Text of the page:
Popular Music Perspectives: Ideas, Themes, and Patterns in Contemporary Lyrics

By B. Lee Cooper | Go to book overview

Chapter One

Education (I)

Teenagers have always had some distaste for school, and their defiant spirit has frequently been captured in the lyrics of rock 'n' roll songs. In the mid-1970s, Alice Cooper's "School's Out (Forever)" topped the charts; in the 1960s it was Gary U.S. Bonds' "School's Out (At Last)." Anti-education sentiments in rock run back to the very earliest days of the music when Chuck Berry frequently compared the frustrations of the classroom to the satisfaction of fast cars and music.

—William Sievert
"The New Youth Anthem"
Boston Sunday Globe
July 20, 1980

Music plays a highly visible role in American public education. Every secondary school has an athletic fight song and an alma mater, a choral director or a music teacher, a marching band and glee club, and usually several other organized vocal or instrumental musical activities. In addition, lunch-time record hops, piped-in cafeteria music, post-game sock hops, disc jockey dances, proms, and homecoming or spring formal big band extravaganzas are common elements at most high schools. What is particularly intriguing to the student of popular culture, though, is the focus on the nature of American public education which abounds in the lyrics of rock era songs. Not only are specific attitudes about schools, teaching, and peer relations frequently depicted in contemporary tunes, but a great deal of critical commentary surfaces regularly in the lyrics about the means and ends of all formal learning activities.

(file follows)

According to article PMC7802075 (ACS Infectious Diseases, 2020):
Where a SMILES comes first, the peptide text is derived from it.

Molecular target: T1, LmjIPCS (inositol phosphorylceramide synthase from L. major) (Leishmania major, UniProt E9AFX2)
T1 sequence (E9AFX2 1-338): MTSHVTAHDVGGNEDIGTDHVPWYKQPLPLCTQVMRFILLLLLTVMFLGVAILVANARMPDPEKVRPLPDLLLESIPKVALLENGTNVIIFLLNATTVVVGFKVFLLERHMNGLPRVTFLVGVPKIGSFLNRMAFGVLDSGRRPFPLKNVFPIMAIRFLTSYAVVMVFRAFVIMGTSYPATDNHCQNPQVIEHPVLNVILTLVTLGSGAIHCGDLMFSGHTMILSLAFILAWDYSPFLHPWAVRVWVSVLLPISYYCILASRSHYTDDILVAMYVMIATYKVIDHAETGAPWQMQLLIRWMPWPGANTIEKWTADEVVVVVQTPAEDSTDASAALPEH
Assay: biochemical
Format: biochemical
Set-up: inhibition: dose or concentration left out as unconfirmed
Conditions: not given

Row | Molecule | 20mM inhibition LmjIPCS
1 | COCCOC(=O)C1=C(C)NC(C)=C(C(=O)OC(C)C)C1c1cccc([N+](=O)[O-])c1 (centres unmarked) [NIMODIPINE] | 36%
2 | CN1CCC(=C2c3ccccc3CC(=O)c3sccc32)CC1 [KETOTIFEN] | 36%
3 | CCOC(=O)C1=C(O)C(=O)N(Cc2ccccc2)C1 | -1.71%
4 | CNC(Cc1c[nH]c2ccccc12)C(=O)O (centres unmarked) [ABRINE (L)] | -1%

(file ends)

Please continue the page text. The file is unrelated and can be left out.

I.

"School days, school days,
Dear old golden rule days,
Readin' and writin' and 'rithmatic,
Taught to the tune of a hickory stick."

The sentiments of good times, firm discipline, and the inculcation of basic communication and computation skills contained in the traditional tune "School Days" represent perceptions of an earlier era of learning. Whether accurate or inaccurate, realistic or idealistic, this song symbolized public education during the first half of the twentieth century. But as Bob Dylan observed early in the 1960s, the times they are a-changin'. In 1954 the Supreme Court ordered that American education cease to be a racially segregated, "separate but equal" learning area. But the integration of public schools, a concept yet to be fully realized

-9-

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Popular Music Perspectives: Ideas, Themes, and Patterns in Contemporary Lyrics
Table of contents

Table of contents

  • Popular Music Perspectives - Ideas, Themes, and Patterns in Contemporary Lyrics *
  • Contents *
  • Acknowledgments 1
  • Introduction 4
  • Ideas *
  • Chapter One - Education (i) 9
  • Chapter Two - Railroads 25
  • Chapter Three - Rebels and Outsiders 37
  • Chapter Four - Education (ii) 48
  • Themes *
  • Chapter Five - Automobiles 59
  • Chapter Six - Christmas 68
  • Chapter Seven - Death 82
  • Chapter Eight - Food and Drink 94
  • Chapter Nine - Telephones 111
  • Patterns *
  • Chapter Ten - Answer Songs and Sequel Recordings 121
  • Chapter Eleven - Cover Records and Song Revivals 140
  • Chapter Twelve - Nursery Rhymes and Fairy Tales 155
  • Chapter Thirteen - Social Trends and Audio Chronology 172
  • Selected Bibliography 193
  • Index 210
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